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The Q-Tips were the blue-eyed soul band that effectively launched the career of ‘80s balladeer Paul Young. Better known in England for their live performances and rigorous touring schedule than for their scant few recordings, the Q-Tips' bread and butter consisted of ‘60s soul covers (especially Motown), even though they did write competent original material in the same vein. The Q-Tips grew out of the ashes of a new wave group called the Streetband, which disbanded in late 1979 and featured singer/guitarist Young, guitarist John Gifford, and bassist Mick Pearl. This trio re-teamed in the Q-Tips, switching their focus to American soul and adding drummer Barry Watts, keyboardist Ian Kewley (formerly of Samson [not the metal band], Strider, and Limey), and a horn section composed of trumpeter Tony Hughes, saxophonist Steve Farr, and saxophonist/songwriter Stewart Blandmer. The group began a relentless touring schedule across the U.K., and soon issued their debut single, a cover of Joe Tex's "S.Y.S.L.J.F.M. (The Letter Song)." Gifford departed not long after, and was replaced by guitarist Garth Watt-Roy. Having now caught the attention of Chrysalis Records, the band followed with their first major-label single, a cover of Smokey Robinson & the Miracles' "Tracks of My Tears." Their self-titled debut album appeared in 1980, but didn't sell all that well, and Chrysalis soon dropped them. Signing to the smaller Rewind label, the Q-Tips next issued a cover of "Love Hurts," and followed it with the 1982 concert album Live at Last. By now, Young was drawing interest as a solo artist, and signed with CBS in 1982. That, coupled with the toll exacted by their grueling tour schedule, ensured that the Q-Tips disbanded that fall (but only after a lengthy farewell jaunt). Retaining Kewley as a songwriting partner, Young went on to stardom in the U.K., and topped the American charts in 1985 with "Every Time You Go Away." Meanwhile, several more archival live albums appeared under the Q-Tips name, including Come Back...Live and Live in Concert. Young briefly reunited the Q-Tips for a tour in 1993.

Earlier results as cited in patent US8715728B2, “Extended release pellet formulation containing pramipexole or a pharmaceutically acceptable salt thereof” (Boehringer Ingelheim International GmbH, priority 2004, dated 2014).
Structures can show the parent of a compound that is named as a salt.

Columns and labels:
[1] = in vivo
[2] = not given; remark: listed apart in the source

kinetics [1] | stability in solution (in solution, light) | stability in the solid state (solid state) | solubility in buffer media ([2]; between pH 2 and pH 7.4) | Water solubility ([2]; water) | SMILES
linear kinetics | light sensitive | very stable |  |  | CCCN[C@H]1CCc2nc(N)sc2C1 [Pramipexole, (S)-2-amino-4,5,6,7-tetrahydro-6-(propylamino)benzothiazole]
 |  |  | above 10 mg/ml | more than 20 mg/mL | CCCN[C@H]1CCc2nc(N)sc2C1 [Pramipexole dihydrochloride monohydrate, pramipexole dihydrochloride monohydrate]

Biography entry by Steve Huey
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